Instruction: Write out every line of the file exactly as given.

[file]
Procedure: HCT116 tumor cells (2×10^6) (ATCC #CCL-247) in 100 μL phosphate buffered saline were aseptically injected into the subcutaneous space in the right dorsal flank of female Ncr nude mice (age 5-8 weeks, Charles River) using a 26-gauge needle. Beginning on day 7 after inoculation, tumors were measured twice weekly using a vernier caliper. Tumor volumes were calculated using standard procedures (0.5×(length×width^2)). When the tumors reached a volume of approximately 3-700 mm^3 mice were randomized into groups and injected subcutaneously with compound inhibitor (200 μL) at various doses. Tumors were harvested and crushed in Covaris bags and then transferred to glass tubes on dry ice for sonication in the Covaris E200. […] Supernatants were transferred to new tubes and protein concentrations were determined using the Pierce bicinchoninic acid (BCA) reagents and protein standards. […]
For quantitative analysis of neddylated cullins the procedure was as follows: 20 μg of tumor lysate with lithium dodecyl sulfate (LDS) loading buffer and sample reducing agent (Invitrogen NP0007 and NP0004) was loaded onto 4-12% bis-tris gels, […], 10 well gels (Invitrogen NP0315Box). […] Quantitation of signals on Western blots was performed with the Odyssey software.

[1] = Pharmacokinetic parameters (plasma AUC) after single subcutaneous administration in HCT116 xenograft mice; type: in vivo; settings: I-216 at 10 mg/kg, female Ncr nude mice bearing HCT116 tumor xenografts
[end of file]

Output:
Procedure: HCT116 tumor cells (2×10^6) (ATCC #CCL-247) in 100 μL phosphate buffered saline were aseptically injected into the subcutaneous space in the right dorsal flank of female Ncr nude mice (age 5-8 weeks, Charles River) using a 26-gauge needle. Beginning on day 7 after inoculation, tumors were measured twice weekly using a vernier caliper. Tumor volumes were calculated using standard procedures (0.5×(length×width^2)). When the tumors reached a volume of approximately 3-700 mm^3 mice were randomized into groups and injected subcutaneously with compound inhibitor (200 μL) at various doses. Tumors were harvested and crushed in Covaris bags and then transferred to glass tubes on dry ice for sonication in the Covaris E200. […] Supernatants were transferred to new tubes and protein concentrations were determined using the Pierce bicinchoninic acid (BCA) reagents and protein standards. […]
For quantitative analysis of neddylated cullins the procedure was as follows: 20 μg of tumor lysate with lithium dodecyl sulfate (LDS) loading buffer and sample reducing agent (Invitrogen NP0007 and NP0004) was loaded onto 4-12% bis-tris gels, […], 10 well gels (Invitrogen NP0315Box). […] Quantitation of signals on Western blots was performed with the Odyssey software.

[1] = Pharmacokinetic parameters (plasma AUC) after single subcutaneous administration in HCT116 xenograft mice; type: in vivo; settings: I-216 at 10 mg/kg, female Ncr nude mice bearing HCT116 tumor xenografts